How do we sense, perceive, and see the world? Flashcards Preview

Physiological Psychology > How do we sense, perceive, and see the world? > Flashcards

Flashcards in How do we sense, perceive, and see the world? Deck (36):
1

retinohypothalamic tract

Neural route formed by axons of photosensitive retinal ganglion cells from the retina to the suprachiasmatic nucleus; allows light to entrain the rhythmic activity of the SCN.

2

fovea

Region at the center of the retina that is specialized for high acuity; its receptive fields are at the center of the eye's visual field.

3

photoreceptor

Specialized type of retinal cell that transduces light into neural activity

4

opponent process

Explanation of color vision that emphasizes the importance of the apparently opposing pairs of colors: red versus green and blue versus yellow.

5

auditory flow

Change in sound heard as a person moves past a sound source or as a sound source moves past a person.

5

blind spot

Region of the retina where axons forming the optic nerve leave the eye and where blood vessels enter and leave; has no photoreceptors and is thus 'blind.'

6

magnocellular (M) cell

Large-celled visual-system neuron that is sensitive to moving stimuli.

7

extrastriate (secondary visual) cortex

Visual cortical areas outside the striate cortex.

8

color constancy

Phenomenon whereby the perceived color of an object tends to remain constant relative to other colors, regardless of changes in illumination.

8

primary visual cortex (V1)

Striate cortex that receives input from the lateral geniculate nucleus.

9

trichromatic theory

Explanation of color vision based on the coding of three primary colors: red, green, and blue.

10

optic chiasm

Junction of the optic nerves, one from each eye, at which the axons from the nasal (inside - nearer the nose) halves of the retinas cross to the opposite side of the brain.

10

retina

Light-sensitive surface at the back of the eye consisting of neurons and photoreceptor cells.

10

visual-form agnosia

Inability to recognize objects or drawings of objects.

11

scotoma

Small blind spot in the visual field caused by migraine or by a small lesion of the visual cortex.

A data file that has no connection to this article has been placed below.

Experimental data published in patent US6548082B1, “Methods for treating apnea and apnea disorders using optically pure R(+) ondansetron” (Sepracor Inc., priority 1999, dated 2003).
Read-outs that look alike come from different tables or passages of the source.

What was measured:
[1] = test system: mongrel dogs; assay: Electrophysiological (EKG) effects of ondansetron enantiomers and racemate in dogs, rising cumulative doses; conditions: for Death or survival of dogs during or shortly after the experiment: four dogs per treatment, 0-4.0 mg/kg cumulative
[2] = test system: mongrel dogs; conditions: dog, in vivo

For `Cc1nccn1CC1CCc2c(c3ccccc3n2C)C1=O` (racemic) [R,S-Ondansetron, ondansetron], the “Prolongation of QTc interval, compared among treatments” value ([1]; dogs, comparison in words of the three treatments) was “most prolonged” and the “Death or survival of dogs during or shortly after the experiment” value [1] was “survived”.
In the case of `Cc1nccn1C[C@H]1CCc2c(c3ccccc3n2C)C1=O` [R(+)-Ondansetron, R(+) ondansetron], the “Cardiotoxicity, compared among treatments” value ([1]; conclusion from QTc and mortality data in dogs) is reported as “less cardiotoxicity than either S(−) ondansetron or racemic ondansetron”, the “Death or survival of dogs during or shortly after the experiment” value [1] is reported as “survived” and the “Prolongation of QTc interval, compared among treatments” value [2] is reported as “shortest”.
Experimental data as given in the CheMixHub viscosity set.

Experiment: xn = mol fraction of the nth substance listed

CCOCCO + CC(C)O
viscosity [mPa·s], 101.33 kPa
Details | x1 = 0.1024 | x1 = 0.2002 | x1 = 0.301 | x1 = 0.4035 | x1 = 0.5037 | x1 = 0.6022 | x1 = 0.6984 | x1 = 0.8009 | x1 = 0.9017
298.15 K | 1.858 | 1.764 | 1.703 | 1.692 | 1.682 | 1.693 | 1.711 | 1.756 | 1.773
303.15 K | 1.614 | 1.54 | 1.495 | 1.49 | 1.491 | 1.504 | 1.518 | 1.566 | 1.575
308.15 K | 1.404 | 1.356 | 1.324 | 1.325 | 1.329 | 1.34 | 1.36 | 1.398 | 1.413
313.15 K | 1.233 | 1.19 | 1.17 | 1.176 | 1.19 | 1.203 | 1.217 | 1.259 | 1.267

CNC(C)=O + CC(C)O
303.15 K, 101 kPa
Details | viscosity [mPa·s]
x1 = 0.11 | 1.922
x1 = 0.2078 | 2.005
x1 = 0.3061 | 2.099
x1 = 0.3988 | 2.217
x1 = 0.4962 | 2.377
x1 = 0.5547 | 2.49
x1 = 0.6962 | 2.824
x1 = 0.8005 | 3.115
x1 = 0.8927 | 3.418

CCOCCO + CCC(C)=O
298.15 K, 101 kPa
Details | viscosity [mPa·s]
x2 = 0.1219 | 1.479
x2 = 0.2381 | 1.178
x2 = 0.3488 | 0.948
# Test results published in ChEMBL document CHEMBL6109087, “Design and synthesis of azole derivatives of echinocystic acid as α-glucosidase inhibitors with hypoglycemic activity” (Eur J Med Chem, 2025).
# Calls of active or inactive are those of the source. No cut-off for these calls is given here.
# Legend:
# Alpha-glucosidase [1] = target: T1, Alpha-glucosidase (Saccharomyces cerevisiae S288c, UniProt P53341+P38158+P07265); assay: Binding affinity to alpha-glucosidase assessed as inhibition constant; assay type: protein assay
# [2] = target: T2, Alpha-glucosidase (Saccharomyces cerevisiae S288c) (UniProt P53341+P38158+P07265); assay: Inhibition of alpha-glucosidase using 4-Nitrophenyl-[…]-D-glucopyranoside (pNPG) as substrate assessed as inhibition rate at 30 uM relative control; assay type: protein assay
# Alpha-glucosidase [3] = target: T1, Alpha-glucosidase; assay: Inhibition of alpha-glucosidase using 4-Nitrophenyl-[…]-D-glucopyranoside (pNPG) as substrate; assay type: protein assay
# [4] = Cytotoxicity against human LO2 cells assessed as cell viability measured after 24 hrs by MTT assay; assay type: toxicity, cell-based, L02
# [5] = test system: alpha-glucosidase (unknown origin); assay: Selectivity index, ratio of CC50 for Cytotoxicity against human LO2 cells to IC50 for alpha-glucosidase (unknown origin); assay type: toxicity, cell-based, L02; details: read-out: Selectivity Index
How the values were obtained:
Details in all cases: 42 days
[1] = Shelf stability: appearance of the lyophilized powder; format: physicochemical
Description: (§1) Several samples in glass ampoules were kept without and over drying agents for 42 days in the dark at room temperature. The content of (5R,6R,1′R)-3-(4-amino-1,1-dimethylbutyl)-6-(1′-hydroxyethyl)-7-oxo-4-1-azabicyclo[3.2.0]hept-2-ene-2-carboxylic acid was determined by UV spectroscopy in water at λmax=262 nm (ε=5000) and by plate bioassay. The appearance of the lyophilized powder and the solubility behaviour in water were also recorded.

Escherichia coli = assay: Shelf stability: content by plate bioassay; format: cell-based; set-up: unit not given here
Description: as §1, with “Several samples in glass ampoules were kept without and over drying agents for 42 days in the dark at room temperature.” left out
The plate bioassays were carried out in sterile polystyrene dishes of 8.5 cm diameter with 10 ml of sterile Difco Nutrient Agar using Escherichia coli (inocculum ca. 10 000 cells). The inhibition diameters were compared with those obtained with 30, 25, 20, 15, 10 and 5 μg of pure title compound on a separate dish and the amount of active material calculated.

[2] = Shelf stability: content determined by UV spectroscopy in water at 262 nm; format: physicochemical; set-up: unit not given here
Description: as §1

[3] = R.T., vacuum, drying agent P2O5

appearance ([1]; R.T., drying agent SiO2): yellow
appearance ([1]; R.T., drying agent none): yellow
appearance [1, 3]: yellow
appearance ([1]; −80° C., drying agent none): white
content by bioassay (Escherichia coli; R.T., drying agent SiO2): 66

13

luminance contrast

The amount of light reflected by an object relative to its surroundings.

14

receptive field

Region of the visual world that stimulates a receptor cell or neuron.

14

retinal ganglion cell (RGC)

One of a group of retinal neurons with axons that give rise to the optic nerve.

14

sensation

Registration of physical stimuli from the environment by the sensory organs.

15

tectopulvinar system

Projections from the retina to the superior colliculus to the pulvinar (thalamus) to the parietal and temporal visual areas.

17

cone

Photoreceptor specialized for color and high visual acuity.

19

optic ataxia

Deficit in the visual control of reaching and other movements.

21

homonymous hemianopia

Blindness of an entire left or right visual field.

22

quadrantanopia

Blindness of one quadrant of the visual field.

23

rod

Photoreceptor specialized for functioning at low light levels.

25

facial agnosia

Face blindness - the inability to recognize faces; also called prosopagnosia.

26

geniculostriate system

Projections from the retina to the lateral geniculate nucleus to the visual cortex.

28

ocular-dominance column

Functional column in the visual cortex maximally responsive to information coming from one eye.

29

topographic map

Spatially organized neural representation of the external world.

30

striate cortex

Primary visual cortex (V1) in the occipital lobe; its striped appearance when stained gives it this name.

31

parvocellular (P) cell

Small-celled visual-system neuron that is sensitive to form and color differences.

32

blob

Region in the visual cortex that contains color-sensitive neurons, as revealed by staining for cytochrome oxidase.

33

visual field

Region of the visual world that is seen by the eyes.

34

optic flow

Streaming of visual stimuli that accompanies an observer's forward movement through space.

35

cortical column

Cortical organization that represents a functional unit six cortical layers deep and approximately 0.5 millimeter square and that is perpendicular to the cortical surface.

36

perception

Subjective interpretation of sensations by the brain.